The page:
Discovering Migrating Birds In the Platte River Basin

Note:  This is one of three articles in a series about our bird watching experiences in the Nebraska Platte River basin.  Links to all of the articles are at the bottom of the page.  Click on any bird picture and see additional information about the shot.

We had a day to explore the area during our mid-March visit to the Platte River basin.  We stayed in North Platte, NE and had easy access to North River Road, which took us west along the river.  To the left is the route we traveled (courtesy of

Even though we had a spectacular sunset viewing of the roosting Sandhill Cranes from a blind (see links below) the previous evening, the weather had turned cold, rainy, and windy.  Very windy.  We set off to do our birding from the shelter of the car.  As we drove around we had the roads to ourselves; the country roads were a combination of  paved and dirt/gravel (which were well maintained).  Along the way we passed a variety of agricultural fields.  Nothing had been planted yet so it was difficult to discern what would sprout up in the spring, except for the corn fields.  After the harvest last fall each field was left with thousands of 8″ cornstalks sticking out of the ground – Sandhill Cranes love them.  There were Sandhill Cranes in every corn field we passed; none were seen in other fields.  Sometimes there were just a couple of cranes in a corn field, other times there were hundreds or thousands of them.  They tended to stay about 100 yards from the roads and if any were closer they would start walking away from us as soon as we pulled up .  Here’s a picture* of a group of Sandhill Cranes taken from the car:

The cranes stop in the Platte River basin by the hundreds of thousands each year (CLICK HERE for why).  This is a major stop on their way to their breeding grounds up in Canada, Alaska, and Siberia.  Some of the Sandhill Cranes begin their courtship “dances” in the Platte River basin fields – in the pictures below even though it looks like they are taking off they are actually hopping up and down in their efforts to impress a future mate.  Observers have identified at least 20 different movements Sandhill Cranes make during their courtship dances – if you would like to learn more about each movement CLICK HERE to go to Dance Displays on the website.  Look at the last picture below carefully (click on it for a larger image) – you’ll see the flying Sandhill has dropped an object from its mouth (part of a courtship routine).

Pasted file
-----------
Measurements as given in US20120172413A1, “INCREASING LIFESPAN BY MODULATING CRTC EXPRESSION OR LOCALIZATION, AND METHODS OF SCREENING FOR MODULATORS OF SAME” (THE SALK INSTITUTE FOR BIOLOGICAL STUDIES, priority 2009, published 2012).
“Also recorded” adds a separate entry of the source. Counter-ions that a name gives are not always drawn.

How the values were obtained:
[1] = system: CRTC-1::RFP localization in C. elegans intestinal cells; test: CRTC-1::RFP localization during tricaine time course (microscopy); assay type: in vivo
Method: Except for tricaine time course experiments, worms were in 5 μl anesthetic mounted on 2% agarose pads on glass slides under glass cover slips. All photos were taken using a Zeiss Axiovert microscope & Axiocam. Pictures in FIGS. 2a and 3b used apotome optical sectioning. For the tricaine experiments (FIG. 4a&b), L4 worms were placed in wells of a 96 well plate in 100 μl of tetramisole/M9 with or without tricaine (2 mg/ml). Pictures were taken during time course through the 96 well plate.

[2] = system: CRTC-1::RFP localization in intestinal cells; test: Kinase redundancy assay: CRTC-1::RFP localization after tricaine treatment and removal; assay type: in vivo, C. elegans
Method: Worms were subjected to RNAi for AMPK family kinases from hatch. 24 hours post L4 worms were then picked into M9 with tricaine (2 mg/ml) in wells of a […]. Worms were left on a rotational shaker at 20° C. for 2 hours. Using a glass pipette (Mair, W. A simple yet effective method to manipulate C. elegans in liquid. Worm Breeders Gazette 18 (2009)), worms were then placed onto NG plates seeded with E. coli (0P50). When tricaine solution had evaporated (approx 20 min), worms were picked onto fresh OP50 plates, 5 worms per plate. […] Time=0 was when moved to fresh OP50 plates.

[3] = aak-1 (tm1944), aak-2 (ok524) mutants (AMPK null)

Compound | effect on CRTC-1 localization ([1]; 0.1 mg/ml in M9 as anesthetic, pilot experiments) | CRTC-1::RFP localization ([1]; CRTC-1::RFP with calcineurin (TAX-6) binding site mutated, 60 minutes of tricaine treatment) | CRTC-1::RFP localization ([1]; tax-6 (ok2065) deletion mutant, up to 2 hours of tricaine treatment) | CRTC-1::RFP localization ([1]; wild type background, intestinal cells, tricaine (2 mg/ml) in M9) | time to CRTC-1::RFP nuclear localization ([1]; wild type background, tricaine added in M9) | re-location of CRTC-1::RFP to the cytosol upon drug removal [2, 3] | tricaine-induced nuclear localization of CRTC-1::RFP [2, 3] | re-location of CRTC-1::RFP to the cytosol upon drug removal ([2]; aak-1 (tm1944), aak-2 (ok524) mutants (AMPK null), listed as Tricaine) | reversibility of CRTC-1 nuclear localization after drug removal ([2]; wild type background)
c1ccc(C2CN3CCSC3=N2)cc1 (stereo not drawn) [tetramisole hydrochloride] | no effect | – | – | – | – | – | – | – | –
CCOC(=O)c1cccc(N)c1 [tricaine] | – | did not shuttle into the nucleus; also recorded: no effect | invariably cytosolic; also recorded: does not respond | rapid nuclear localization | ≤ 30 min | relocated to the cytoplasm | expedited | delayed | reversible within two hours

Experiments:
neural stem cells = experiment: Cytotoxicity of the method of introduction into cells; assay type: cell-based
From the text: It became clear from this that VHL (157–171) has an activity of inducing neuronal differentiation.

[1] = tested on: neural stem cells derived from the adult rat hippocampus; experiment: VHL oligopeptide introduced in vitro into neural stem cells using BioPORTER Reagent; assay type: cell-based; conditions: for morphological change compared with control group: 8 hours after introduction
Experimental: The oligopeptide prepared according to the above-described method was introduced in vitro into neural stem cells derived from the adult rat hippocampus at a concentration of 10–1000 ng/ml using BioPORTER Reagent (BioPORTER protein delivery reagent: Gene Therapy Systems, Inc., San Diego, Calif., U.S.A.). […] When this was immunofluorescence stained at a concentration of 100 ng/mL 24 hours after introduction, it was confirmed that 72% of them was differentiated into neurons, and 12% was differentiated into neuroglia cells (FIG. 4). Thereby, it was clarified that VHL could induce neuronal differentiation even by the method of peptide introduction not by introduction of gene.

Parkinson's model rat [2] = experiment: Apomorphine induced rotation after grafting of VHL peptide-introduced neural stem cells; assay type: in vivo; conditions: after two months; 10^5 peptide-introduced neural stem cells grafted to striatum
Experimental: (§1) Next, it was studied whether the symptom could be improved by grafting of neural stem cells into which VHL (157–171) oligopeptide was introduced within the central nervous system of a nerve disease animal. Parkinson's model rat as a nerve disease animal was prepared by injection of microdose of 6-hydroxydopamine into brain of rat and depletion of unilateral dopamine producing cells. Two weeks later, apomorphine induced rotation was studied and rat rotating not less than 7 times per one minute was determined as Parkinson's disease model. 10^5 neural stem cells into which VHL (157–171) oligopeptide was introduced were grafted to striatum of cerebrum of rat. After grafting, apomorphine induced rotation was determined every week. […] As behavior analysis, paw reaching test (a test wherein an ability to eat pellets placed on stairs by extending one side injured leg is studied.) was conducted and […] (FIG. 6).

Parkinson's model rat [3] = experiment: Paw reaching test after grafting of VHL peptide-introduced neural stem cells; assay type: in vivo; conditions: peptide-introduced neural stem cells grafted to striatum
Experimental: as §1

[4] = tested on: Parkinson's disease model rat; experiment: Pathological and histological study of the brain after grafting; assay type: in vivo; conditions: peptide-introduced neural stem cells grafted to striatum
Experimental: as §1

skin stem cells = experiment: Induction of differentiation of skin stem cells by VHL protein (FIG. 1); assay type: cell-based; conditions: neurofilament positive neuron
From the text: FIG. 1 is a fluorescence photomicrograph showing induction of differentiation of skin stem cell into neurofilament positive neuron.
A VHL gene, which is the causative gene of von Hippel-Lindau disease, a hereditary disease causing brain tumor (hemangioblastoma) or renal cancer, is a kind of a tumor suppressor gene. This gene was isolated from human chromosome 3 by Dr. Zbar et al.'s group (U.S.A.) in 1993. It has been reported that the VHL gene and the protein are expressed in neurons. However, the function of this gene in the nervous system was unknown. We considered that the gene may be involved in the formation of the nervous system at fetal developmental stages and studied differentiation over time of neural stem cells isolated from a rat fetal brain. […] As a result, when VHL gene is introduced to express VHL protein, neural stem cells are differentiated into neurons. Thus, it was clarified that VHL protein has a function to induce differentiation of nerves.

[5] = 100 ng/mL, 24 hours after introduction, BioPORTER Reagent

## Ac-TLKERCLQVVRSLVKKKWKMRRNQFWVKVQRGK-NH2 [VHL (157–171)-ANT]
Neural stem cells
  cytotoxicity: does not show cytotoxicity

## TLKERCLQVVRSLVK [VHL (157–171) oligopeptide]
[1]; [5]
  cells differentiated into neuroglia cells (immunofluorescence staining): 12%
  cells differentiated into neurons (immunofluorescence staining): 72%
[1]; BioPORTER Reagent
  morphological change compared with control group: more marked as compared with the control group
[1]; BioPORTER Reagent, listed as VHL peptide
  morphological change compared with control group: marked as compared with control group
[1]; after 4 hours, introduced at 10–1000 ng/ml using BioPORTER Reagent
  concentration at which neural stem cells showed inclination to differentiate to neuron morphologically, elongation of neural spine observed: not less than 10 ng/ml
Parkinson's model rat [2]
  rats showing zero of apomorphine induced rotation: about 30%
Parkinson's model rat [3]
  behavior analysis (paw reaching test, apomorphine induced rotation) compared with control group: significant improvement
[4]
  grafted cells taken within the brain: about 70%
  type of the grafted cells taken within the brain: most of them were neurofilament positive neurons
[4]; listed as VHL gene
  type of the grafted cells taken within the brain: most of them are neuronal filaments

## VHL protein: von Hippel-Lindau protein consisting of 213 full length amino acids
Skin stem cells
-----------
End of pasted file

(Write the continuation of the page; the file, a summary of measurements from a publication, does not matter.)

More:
As we continued to drive around we saw flocks of other migrating birds in the fields.  In one field I swear we saw one Robin on every square foot of it.  Really!  In other fields we saw hundreds of black birds.  Usually we associate flocks of black birds with Starlings, but in this case they were Red-winged Blackbirds.  The flocks were foraging on the ground:

If you look closely at the image above you’ll notice that there are some splotches of yellow mixed in.  We were pleased and surprised to find that they weren’t dandelions but Yellow-headed blackbirds!  There were usually a handful of Yellow-headed blackbirds in every flock of Red-winged Blackbirds.

As we drove around the dirt roads we would flush small flocks (6-8) of Western Meadowlarks.  They would keep flying off 30 yards ahead of our slowly moving car and land in the grasses along the shoulder:

Occasionally we would find a fluddle (see a definition in the Birder’s Illustrated Dictionary) out in the fields filled with with waterfowl.  There were a mix of Northern Shovelers, Gadwalls, Wigeons, Pintails, Canvasbacks, Hooded Mergansers, Redheads, and Mallards (the weather was so nasty it wasn’t worth getting out of the car to try and get any shots of them).  As we drove by a barnyard we watched a calf come down for a drink from a pond full of waterfowl; it bellowed at the birds, which didn’t seem to faze them in the least*:

Our last bird stop of the day was at the Sutherland Reservoir.  This large lake includes cooling ponds for the coal-fired generators which produce electricity for the region and the warmer water in the ponds attract American White Pelicans:

Our final stop of the day was the Golden Spike Tower overlooking the Union Pacific Railroad’s property.  The tower extends up eight stories and gives a panoramic view of the world’s largest rail yard.  No birds, but expansive views of the region, informative exhibits, and a great gift shop.  An interesting place to visit even if you’re not a train nut!

In spite of the weather we had a good day birding from the car.  As we went to bed we were hoping that it would clear up overnight so we would have good weather in the morning for our Prairie Chicken tour.

Articles about Birding the Platte River Basin:

North Platte Nebraska Road Trip – Sandhill Crane Migration

Sandhill Migration On The Platte River – Night Time Viewing From A Blind

Prairie Chickens in the Platte River Basin

* Usually, clicking on any picture in these posts will open a link to an Image Post just for that pic. The Image Post includes data about the shot and a larger image.  Due to the poor weather conditions some of the images in this post were not good enough to be included in the GreatBirdPics database – clicking on them does not link to an Image Post.

Stay Safe. Go Birding. Take Pics. Post Here. Repeat


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